The new Civic Type R is about to get some stiff competition from VW:
With the return of the legendary Civic Type R, the entire front-wheel drive segment is slowly getting ready for what is surely going to be the biggest showdown of the last decade. Hot hatchbacks are more abundant than ever, with the likes of Mercedes and even BMW joining the rivalry. Though the Type R is favored at the moment, the chances that it will reclaim its title as the fastest hatch have been spoiled by this thing: VW’s upcoming 2018 Golf R.
On the outside it looks similar, almost exactly the same as the last year’s model, but changes run deeper beneath the skin. For starters it gets updated suspension components in the form of adjustable shock absorber’s which greatly reduce body roll and increase stiffness. The brakes have been beefed up as well. Drilled brake discs along with upgraded pads mean the stopping power match that relentless acceleration. Both of these upgrades are available exclusively through the R’s Performance Pack.
The hood hides the same 2.0-liter turbocharged unit developing the exact same figures. In other words, 310 horsepower and 4.6 seconds to 60 miles per hour. Here’s the catch though: the Golf R uses a Haldex four-wheel drive system. As such, one could argue that it isn’t a traditional hot hatch, but that would rule out Audi and Mercedes as well. Does anyone really care that it isn’t front-wheel drive? Not really. VW makes the GTI if you want that. Putting over 300 horsepower to the front wheels would only induce torque steer, and VW is very much aware of it. The lines between hot hatch’s and genuine sports car are becoming blurred when you consider that the 2018 Golf R is as fast as a V8 touting E90 M3 (manual)! That’s a good thing for a fast small car, consider us a fan of the Haldex 4WD system then.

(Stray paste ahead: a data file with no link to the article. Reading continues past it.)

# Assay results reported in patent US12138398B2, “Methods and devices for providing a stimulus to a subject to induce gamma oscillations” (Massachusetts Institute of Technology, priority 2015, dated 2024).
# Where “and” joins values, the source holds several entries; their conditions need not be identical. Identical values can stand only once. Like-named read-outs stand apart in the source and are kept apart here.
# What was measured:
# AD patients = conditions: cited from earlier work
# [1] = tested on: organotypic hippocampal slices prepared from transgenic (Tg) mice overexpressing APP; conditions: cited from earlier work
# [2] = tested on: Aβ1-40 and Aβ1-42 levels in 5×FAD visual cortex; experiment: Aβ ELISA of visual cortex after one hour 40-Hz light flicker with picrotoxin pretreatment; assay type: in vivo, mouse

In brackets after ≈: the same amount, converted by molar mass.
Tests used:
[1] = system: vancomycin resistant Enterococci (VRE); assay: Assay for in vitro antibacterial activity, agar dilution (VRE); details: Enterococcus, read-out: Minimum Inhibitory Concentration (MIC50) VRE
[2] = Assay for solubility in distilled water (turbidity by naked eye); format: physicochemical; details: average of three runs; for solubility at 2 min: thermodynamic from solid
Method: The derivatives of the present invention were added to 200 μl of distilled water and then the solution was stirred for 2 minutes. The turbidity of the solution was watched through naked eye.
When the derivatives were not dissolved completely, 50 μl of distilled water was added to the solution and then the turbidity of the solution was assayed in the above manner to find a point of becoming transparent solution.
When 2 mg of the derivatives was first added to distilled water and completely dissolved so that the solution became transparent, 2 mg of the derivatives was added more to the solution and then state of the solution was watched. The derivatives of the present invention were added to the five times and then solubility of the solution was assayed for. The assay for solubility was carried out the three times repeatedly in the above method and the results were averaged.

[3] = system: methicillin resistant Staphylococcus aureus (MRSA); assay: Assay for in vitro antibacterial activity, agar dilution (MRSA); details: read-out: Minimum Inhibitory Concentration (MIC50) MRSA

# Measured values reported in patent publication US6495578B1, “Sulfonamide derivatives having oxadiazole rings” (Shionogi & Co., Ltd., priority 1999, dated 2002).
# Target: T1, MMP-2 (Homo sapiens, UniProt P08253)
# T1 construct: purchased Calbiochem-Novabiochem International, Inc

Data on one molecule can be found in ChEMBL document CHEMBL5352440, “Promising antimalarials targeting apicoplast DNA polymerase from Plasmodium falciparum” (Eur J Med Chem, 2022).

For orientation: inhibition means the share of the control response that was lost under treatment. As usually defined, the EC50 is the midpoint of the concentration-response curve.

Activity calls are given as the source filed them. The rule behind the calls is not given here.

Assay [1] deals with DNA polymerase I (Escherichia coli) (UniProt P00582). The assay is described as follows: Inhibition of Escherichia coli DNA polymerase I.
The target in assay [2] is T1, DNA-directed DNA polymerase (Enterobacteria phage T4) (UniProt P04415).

Elsewhere the same Performance pack shaves off 7 kilograms from the total weight thanks to a titanium exhaust, which also enhances sound quality and volume. It will go on to 166 miles per hour since it makes do without the silly 155 mph limiter. In a sensible hatchback body, that kind of speed is absurd. Front air intakes and side skirts optimize airflow and reduce drag, but the small rear spoiler at the back apparently gives actual downforce. It’s not a lot, but even the 20 kilograms it offers make a noticeable difference when you’re really going for it.
So, what will it be? This or the 2018 Type R? We think they occupy slightly different markets. The Golf is more sophisticated and refined, and not just in the interior department. The Haldex system is smooth, sending power to the ground without any fuss. The 2018 Type R is a bit of hooligan. Aggressive styling, a ‘can do it all’ attitude and enormous power corrupting the front wheels. We are spoilt for choice with fast small cars, pick your poison.